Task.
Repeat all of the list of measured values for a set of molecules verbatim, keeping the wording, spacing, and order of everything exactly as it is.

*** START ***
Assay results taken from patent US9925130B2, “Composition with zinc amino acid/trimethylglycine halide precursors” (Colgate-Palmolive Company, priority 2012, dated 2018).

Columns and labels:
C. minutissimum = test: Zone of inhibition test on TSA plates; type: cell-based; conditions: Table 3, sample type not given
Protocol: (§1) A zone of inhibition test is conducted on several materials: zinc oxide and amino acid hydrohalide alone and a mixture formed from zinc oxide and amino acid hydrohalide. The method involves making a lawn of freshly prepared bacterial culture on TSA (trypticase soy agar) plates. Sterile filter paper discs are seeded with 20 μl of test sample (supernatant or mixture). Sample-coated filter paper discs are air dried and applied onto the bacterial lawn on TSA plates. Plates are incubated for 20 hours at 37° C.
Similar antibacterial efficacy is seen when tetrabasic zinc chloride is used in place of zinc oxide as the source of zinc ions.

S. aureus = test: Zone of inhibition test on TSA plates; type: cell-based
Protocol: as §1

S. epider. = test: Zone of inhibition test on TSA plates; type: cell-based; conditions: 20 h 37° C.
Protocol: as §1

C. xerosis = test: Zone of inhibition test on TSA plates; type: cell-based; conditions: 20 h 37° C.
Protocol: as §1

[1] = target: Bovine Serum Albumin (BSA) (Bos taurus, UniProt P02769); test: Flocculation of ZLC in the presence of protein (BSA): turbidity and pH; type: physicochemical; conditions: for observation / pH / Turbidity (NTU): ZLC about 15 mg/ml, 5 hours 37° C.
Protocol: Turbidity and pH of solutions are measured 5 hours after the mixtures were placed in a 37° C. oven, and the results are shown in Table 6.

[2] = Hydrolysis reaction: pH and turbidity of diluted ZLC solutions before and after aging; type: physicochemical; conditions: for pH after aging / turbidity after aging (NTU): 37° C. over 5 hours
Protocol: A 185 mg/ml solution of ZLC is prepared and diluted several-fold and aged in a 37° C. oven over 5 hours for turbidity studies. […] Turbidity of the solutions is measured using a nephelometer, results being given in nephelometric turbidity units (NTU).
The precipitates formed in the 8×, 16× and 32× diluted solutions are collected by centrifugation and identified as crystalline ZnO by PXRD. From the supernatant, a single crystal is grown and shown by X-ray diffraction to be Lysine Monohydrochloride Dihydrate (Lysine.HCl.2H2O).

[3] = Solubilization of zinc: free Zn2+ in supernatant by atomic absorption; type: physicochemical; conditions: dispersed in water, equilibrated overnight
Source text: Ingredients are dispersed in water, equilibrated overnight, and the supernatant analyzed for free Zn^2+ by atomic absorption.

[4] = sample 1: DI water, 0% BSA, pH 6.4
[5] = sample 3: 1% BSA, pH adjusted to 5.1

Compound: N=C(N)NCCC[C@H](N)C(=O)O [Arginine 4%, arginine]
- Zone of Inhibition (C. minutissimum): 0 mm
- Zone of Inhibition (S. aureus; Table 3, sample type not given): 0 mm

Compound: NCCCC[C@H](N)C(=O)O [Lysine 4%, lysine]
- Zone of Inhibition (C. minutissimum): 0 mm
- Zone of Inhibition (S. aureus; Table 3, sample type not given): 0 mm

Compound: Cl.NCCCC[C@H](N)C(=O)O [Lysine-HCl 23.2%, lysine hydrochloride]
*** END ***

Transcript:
Assay results taken from patent US9925130B2, “Composition with zinc amino acid/trimethylglycine halide precursors” (Colgate-Palmolive Company, priority 2012, dated 2018).

Columns and labels:
C. minutissimum = test: Zone of inhibition test on TSA plates; type: cell-based; conditions: Table 3, sample type not given
Protocol: (§1) A zone of inhibition test is conducted on several materials: zinc oxide and amino acid hydrohalide alone and a mixture formed from zinc oxide and amino acid hydrohalide. The method involves making a lawn of freshly prepared bacterial culture on TSA (trypticase soy agar) plates. Sterile filter paper discs are seeded with 20 μl of test sample (supernatant or mixture). Sample-coated filter paper discs are air dried and applied onto the bacterial lawn on TSA plates. Plates are incubated for 20 hours at 37° C.
Similar antibacterial efficacy is seen when tetrabasic zinc chloride is used in place of zinc oxide as the source of zinc ions.

S. aureus = test: Zone of inhibition test on TSA plates; type: cell-based
Protocol: as §1

S. epider. = test: Zone of inhibition test on TSA plates; type: cell-based; conditions: 20 h 37° C.
Protocol: as §1

C. xerosis = test: Zone of inhibition test on TSA plates; type: cell-based; conditions: 20 h 37° C.
Protocol: as §1

[1] = target: Bovine Serum Albumin (BSA) (Bos taurus, UniProt P02769); test: Flocculation of ZLC in the presence of protein (BSA): turbidity and pH; type: physicochemical; conditions: for observation / pH / Turbidity (NTU): ZLC about 15 mg/ml, 5 hours 37° C.
Protocol: Turbidity and pH of solutions are measured 5 hours after the mixtures were placed in a 37° C. oven, and the results are shown in Table 6.

[2] = Hydrolysis reaction: pH and turbidity of diluted ZLC solutions before and after aging; type: physicochemical; conditions: for pH after aging / turbidity after aging (NTU): 37° C. over 5 hours
Protocol: A 185 mg/ml solution of ZLC is prepared and diluted several-fold and aged in a 37° C. oven over 5 hours for turbidity studies. […] Turbidity of the solutions is measured using a nephelometer, results being given in nephelometric turbidity units (NTU).
The precipitates formed in the 8×, 16× and 32× diluted solutions are collected by centrifugation and identified as crystalline ZnO by PXRD. From the supernatant, a single crystal is grown and shown by X-ray diffraction to be Lysine Monohydrochloride Dihydrate (Lysine.HCl.2H2O).

[3] = Solubilization of zinc: free Zn2+ in supernatant by atomic absorption; type: physicochemical; conditions: dispersed in water, equilibrated overnight
Source text: Ingredients are dispersed in water, equilibrated overnight, and the supernatant analyzed for free Zn^2+ by atomic absorption.

[4] = sample 1: DI water, 0% BSA, pH 6.4
[5] = sample 3: 1% BSA, pH adjusted to 5.1

Compound: N=C(N)NCCC[C@H](N)C(=O)O [Arginine 4%, arginine]
- Zone of Inhibition (C. minutissimum): 0 mm
- Zone of Inhibition (S. aureus; Table 3, sample type not given): 0 mm

Compound: NCCCC[C@H](N)C(=O)O [Lysine 4%, lysine]
- Zone of Inhibition (C. minutissimum): 0 mm
- Zone of Inhibition (S. aureus; Table 3, sample type not given): 0 mm

Compound: Cl.NCCCC[C@H](N)C(=O)O [Lysine-HCl 23.2%, lysine hydrochloride]